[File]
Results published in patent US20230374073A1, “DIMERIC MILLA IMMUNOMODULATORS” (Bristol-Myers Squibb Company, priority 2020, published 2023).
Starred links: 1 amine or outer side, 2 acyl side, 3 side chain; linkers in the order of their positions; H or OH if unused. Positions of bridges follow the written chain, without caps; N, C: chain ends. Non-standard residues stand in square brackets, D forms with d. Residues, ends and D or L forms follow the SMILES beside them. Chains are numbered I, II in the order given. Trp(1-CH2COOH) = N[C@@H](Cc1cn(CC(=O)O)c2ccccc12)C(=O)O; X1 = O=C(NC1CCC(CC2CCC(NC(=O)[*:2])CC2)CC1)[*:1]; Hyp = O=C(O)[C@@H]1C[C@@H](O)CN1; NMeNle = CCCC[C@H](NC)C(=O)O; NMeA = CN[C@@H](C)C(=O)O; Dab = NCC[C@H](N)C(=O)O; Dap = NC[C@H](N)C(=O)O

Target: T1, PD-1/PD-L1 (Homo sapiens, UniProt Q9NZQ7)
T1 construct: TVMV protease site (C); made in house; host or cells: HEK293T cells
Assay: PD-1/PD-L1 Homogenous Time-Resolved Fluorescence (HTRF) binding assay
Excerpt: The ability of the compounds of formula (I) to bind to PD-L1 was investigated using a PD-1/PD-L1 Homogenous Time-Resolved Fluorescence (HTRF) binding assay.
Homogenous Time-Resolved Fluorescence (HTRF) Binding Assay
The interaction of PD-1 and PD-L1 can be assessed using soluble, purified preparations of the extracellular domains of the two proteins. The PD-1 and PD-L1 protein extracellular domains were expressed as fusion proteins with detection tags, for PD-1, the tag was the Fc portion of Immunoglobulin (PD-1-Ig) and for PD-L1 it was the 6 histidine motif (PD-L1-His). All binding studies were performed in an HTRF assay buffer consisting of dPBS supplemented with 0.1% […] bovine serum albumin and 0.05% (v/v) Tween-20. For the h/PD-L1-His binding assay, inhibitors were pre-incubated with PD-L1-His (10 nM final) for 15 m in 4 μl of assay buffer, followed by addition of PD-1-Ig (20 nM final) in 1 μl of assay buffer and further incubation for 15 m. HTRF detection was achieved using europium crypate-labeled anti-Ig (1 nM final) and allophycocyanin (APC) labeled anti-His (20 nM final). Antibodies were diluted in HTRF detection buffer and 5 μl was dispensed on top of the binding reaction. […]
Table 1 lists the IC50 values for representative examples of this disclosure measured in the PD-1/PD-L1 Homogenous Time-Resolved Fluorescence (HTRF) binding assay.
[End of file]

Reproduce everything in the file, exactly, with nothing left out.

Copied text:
Results published in patent US20230374073A1, “DIMERIC MILLA IMMUNOMODULATORS” (Bristol-Myers Squibb Company, priority 2020, published 2023).
Starred links: 1 amine or outer side, 2 acyl side, 3 side chain; linkers in the order of their positions; H or OH if unused. Positions of bridges follow the written chain, without caps; N, C: chain ends. Non-standard residues stand in square brackets, D forms with d. Residues, ends and D or L forms follow the SMILES beside them. Chains are numbered I, II in the order given. Trp(1-CH2COOH) = N[C@@H](Cc1cn(CC(=O)O)c2ccccc12)C(=O)O; X1 = O=C(NC1CCC(CC2CCC(NC(=O)[*:2])CC2)CC1)[*:1]; Hyp = O=C(O)[C@@H]1C[C@@H](O)CN1; NMeNle = CCCC[C@H](NC)C(=O)O; NMeA = CN[C@@H](C)C(=O)O; Dab = NCC[C@H](N)C(=O)O; Dap = NC[C@H](N)C(=O)O

Target: T1, PD-1/PD-L1 (Homo sapiens, UniProt Q9NZQ7)
T1 construct: TVMV protease site (C); made in house; host or cells: HEK293T cells
Assay: PD-1/PD-L1 Homogenous Time-Resolved Fluorescence (HTRF) binding assay
Excerpt: The ability of the compounds of formula (I) to bind to PD-L1 was investigated using a PD-1/PD-L1 Homogenous Time-Resolved Fluorescence (HTRF) binding assay.
Homogenous Time-Resolved Fluorescence (HTRF) Binding Assay
The interaction of PD-1 and PD-L1 can be assessed using soluble, purified preparations of the extracellular domains of the two proteins. The PD-1 and PD-L1 protein extracellular domains were expressed as fusion proteins with detection tags, for PD-1, the tag was the Fc portion of Immunoglobulin (PD-1-Ig) and for PD-L1 it was the 6 histidine motif (PD-L1-His). All binding studies were performed in an HTRF assay buffer consisting of dPBS supplemented with 0.1% […] bovine serum albumin and 0.05% (v/v) Tween-20. For the h/PD-L1-His binding assay, inhibitors were pre-incubated with PD-L1-His (10 nM final) for 15 m in 4 μl of assay buffer, followed by addition of PD-1-Ig (20 nM final) in 1 μl of assay buffer and further incubation for 15 m. HTRF detection was achieved using europium crypate-labeled anti-Ig (1 nM final) and allophycocyanin (APC) labeled anti-His (20 nM final). Antibodies were diluted in HTRF detection buffer and 5 μl was dispensed on top of the binding reaction. […]
Table 1 lists the IC50 values for representative examples of this disclosure measured in the PD-1/PD-L1 Homogenous Time-Resolved Fluorescence (HTRF) binding assay.